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Accusatory Questioning (Level 2)

What the police can do:

  • In a Level 2 encounter, an officer may ask accusatory questions
  • The officer’s reasoning for questioning you must be based on something more than a hunch or a gut feeling. For Level 2, the officer must have a reason to think that suspicious or unusual activity is taking place that could be criminal. Examples of accusatory questions include: 
    • Do you have anything on you that could hurt me?
    • Are there any weapons in here?
    • Did you just buy drugs?
  • The officer should identify themselves and give an explanation for the encounter, such as that the police received information from an anonymous caller about drug dealing at that particular location, with descriptions of the people involved.
  • An officer may ask you for ID, but you are not required to provide it.
  • An officer may ask you to remove your hands from your pockets, keep your hands in view, or put down an object in order to ensure their safety during the interaction.
  • The officer can also ask for consent to search you or your belongings.
    • The officer must inform you that the officer may only conduct a search if you consent to the search. Your refusal to consent may not be used against you or serve as the basis for an arrest.
  • Officers are not allowed to detain, frisk, or search you without your consent.
  • Unless the officer is responding to an emergency situation, engaging in undercover activity, or performing certain bag checks, the officer must offer you a business card with their name and shield number on it at the end of the encounter, if you are not arrested or given a summons.

What you can do:

  • You can ask if you are under arrest or if you are free to leave
    • The officer must then tell you that you are not under arrest and are free to leave, and you can do so.
  • If the officer asks for consent to search you, you can refuse consent to the officer frisking you, “patting you down,” or searching. You can do this by saying, “I do not consent to a frisk or search.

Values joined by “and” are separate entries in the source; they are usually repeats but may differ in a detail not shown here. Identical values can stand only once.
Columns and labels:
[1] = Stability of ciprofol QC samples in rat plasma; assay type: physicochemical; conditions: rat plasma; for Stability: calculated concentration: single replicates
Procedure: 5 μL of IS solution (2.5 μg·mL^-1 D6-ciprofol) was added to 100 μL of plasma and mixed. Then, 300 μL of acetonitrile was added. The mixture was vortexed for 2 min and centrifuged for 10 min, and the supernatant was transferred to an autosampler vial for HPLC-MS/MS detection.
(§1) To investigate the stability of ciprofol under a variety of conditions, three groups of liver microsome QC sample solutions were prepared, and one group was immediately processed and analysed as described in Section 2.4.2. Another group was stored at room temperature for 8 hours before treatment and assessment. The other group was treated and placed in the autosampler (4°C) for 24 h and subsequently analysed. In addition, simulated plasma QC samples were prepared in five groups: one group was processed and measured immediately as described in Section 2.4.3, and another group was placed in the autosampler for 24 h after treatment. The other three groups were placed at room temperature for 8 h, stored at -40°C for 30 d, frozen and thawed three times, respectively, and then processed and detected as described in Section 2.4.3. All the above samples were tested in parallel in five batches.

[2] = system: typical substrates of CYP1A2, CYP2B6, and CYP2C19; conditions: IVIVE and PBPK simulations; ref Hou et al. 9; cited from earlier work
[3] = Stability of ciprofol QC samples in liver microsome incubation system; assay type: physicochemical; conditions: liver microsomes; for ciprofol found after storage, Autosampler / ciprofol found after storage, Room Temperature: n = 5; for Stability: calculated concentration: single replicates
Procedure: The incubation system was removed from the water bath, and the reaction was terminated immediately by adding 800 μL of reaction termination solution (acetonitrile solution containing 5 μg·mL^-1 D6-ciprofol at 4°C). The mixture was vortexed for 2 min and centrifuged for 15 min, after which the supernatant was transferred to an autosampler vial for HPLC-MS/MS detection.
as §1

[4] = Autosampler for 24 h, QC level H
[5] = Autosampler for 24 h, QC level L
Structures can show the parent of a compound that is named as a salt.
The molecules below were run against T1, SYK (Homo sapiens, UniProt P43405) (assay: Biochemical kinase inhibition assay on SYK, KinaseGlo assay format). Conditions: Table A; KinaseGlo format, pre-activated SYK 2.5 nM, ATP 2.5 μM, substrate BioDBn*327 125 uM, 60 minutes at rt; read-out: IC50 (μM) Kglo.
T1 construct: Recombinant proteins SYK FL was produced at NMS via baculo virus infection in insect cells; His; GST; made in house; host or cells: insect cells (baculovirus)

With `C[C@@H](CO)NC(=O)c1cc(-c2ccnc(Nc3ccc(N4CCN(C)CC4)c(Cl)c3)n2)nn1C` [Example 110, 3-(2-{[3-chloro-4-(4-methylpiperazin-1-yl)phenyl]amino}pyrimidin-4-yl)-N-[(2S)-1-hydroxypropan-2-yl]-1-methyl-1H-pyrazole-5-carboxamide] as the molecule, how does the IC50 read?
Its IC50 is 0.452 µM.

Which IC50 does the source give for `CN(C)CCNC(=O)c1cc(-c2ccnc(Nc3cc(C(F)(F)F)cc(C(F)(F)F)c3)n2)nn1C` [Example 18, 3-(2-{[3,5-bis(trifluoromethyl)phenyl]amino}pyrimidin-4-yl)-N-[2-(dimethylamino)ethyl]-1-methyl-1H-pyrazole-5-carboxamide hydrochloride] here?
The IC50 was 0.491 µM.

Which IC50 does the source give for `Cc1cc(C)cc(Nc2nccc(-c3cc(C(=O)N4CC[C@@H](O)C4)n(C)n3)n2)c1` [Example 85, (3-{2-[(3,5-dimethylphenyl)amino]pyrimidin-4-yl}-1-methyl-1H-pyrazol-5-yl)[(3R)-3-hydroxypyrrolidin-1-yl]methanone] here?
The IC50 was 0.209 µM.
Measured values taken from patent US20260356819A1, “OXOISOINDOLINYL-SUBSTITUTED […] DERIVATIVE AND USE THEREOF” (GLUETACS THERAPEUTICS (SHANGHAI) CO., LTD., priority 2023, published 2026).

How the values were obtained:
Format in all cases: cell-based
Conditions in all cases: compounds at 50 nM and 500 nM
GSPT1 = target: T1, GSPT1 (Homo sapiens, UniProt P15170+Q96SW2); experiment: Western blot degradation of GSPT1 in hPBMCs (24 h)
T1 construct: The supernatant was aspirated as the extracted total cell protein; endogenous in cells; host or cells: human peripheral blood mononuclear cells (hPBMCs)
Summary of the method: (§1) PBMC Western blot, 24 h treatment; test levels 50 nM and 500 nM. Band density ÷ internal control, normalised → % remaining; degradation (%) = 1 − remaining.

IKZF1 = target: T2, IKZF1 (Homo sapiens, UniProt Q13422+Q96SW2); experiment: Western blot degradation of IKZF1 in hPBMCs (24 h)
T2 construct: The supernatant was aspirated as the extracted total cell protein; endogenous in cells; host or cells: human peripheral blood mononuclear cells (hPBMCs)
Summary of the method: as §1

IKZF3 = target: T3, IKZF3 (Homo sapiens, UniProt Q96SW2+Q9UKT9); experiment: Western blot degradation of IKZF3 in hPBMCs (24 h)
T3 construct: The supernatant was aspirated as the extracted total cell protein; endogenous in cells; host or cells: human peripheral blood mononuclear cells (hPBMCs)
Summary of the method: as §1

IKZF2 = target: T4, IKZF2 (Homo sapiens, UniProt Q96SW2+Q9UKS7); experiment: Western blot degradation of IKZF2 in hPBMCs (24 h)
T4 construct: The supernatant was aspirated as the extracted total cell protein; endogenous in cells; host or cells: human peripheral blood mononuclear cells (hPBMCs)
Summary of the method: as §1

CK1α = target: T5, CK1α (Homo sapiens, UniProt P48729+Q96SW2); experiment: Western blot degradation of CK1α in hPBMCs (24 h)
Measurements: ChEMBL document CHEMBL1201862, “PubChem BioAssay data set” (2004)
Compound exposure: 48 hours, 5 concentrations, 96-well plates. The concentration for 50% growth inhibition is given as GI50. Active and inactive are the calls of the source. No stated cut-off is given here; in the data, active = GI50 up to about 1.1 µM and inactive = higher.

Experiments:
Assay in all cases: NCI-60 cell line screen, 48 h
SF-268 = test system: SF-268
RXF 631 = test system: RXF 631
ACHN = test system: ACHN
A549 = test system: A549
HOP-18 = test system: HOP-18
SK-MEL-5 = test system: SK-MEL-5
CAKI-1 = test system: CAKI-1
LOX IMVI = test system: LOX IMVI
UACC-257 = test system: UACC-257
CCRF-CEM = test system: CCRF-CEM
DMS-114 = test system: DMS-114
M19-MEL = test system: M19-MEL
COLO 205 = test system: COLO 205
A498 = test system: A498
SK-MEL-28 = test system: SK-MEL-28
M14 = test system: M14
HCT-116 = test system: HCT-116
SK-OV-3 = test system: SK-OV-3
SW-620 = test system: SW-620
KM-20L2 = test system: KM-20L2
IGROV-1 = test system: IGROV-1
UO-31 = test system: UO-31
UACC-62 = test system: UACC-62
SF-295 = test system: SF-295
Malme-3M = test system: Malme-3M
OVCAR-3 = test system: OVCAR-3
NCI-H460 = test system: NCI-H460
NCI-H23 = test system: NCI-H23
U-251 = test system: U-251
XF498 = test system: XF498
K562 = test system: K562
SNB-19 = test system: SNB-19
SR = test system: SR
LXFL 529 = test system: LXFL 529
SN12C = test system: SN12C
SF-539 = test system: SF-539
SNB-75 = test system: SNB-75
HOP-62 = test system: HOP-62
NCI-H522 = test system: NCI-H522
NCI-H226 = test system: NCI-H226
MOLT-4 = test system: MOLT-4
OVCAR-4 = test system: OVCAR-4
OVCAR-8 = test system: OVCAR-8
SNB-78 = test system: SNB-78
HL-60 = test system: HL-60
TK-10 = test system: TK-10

• If a police officer asks to search something of yours that you do not want searched, such as a purse, bag, pocket, or phone, and they do not have a search warrant to search it, you can say “I do not consent to this search.”
    • Police cannot arrest or ticket you simply for refusing to consent to a search.
  • If police start to search something of yours without a search warrant or your consent, do not attempt to stop them. You can be arrested for this.  (See “General Tips” section.) Try to remain calm and mentally note what occurs so that you can write it down. You can file a complaint with the Civilian Complaint Review Board (CCRB) after the interaction has ended.
  • If a police officer asks you a question and you do not want to answer, you may exercise your right to remain silent by telling the police, “I am remaining silent,” or “I am not going to answer your question.” 
  • You can ask for the officer’s business card. (Unless the officer is responding to an emergency situation, engaging in undercover activity, or performing certain bag checks, the officer is required to offer you a business card at the end of the encounter even if you do not ask for one, if you are not arrested or given a summons.)